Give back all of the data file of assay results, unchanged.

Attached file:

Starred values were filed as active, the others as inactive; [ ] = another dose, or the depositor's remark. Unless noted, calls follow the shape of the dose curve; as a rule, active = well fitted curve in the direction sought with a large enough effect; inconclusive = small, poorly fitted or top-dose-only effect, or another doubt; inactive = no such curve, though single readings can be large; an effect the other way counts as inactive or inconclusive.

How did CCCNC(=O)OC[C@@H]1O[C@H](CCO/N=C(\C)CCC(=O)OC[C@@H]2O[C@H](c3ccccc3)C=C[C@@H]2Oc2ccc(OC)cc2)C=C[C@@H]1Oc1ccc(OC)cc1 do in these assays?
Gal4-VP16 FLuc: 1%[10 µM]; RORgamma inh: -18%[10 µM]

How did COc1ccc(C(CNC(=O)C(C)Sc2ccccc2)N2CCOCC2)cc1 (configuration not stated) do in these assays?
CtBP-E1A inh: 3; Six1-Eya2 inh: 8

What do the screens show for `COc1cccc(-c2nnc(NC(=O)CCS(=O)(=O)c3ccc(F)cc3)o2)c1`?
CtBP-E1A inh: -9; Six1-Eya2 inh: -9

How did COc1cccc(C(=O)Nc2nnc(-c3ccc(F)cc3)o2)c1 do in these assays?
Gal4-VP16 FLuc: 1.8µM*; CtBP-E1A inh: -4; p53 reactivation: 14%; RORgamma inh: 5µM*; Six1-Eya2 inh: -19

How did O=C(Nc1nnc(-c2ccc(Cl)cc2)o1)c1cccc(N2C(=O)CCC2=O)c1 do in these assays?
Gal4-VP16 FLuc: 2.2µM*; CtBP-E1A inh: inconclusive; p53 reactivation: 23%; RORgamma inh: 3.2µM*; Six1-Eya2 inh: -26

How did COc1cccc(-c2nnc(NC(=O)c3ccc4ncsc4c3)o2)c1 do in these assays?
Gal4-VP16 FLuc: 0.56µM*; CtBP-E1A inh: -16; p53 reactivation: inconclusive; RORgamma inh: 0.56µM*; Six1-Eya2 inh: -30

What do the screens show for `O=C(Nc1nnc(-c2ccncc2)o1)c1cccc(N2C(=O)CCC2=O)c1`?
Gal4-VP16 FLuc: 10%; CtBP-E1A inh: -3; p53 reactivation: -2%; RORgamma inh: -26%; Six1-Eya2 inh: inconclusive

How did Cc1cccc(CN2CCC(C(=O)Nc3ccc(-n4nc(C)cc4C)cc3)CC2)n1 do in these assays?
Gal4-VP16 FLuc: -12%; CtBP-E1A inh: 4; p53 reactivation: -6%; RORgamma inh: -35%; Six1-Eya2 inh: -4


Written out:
Starred values were filed as active, the others as inactive; [ ] = another dose, or the depositor's remark. Unless noted, calls follow the shape of the dose curve; as a rule, active = well fitted curve in the direction sought with a large enough effect; inconclusive = small, poorly fitted or top-dose-only effect, or another doubt; inactive = no such curve, though single readings can be large; an effect the other way counts as inactive or inconclusive.

How did CCCNC(=O)OC[C@@H]1O[C@H](CCO/N=C(\C)CCC(=O)OC[C@@H]2O[C@H](c3ccccc3)C=C[C@@H]2Oc2ccc(OC)cc2)C=C[C@@H]1Oc1ccc(OC)cc1 do in these assays?
Gal4-VP16 FLuc: 1%[10 µM]; RORgamma inh: -18%[10 µM]

How did COc1ccc(C(CNC(=O)C(C)Sc2ccccc2)N2CCOCC2)cc1 (configuration not stated) do in these assays?
CtBP-E1A inh: 3; Six1-Eya2 inh: 8

What do the screens show for `COc1cccc(-c2nnc(NC(=O)CCS(=O)(=O)c3ccc(F)cc3)o2)c1`?
CtBP-E1A inh: -9; Six1-Eya2 inh: -9

How did COc1cccc(C(=O)Nc2nnc(-c3ccc(F)cc3)o2)c1 do in these assays?
Gal4-VP16 FLuc: 1.8µM*; CtBP-E1A inh: -4; p53 reactivation: 14%; RORgamma inh: 5µM*; Six1-Eya2 inh: -19

How did O=C(Nc1nnc(-c2ccc(Cl)cc2)o1)c1cccc(N2C(=O)CCC2=O)c1 do in these assays?
Gal4-VP16 FLuc: 2.2µM*; CtBP-E1A inh: inconclusive; p53 reactivation: 23%; RORgamma inh: 3.2µM*; Six1-Eya2 inh: -26

How did COc1cccc(-c2nnc(NC(=O)c3ccc4ncsc4c3)o2)c1 do in these assays?
Gal4-VP16 FLuc: 0.56µM*; CtBP-E1A inh: -16; p53 reactivation: inconclusive; RORgamma inh: 0.56µM*; Six1-Eya2 inh: -30

What do the screens show for `O=C(Nc1nnc(-c2ccncc2)o1)c1cccc(N2C(=O)CCC2=O)c1`?
Gal4-VP16 FLuc: 10%; CtBP-E1A inh: -3; p53 reactivation: -2%; RORgamma inh: -26%; Six1-Eya2 inh: inconclusive

How did Cc1cccc(CN2CCC(C(=O)Nc3ccc(-n4nc(C)cc4C)cc3)CC2)n1 do in these assays?
Gal4-VP16 FLuc: -12%; CtBP-E1A inh: 4; p53 reactivation: -6%; RORgamma inh: -35%; Six1-Eya2 inh: -4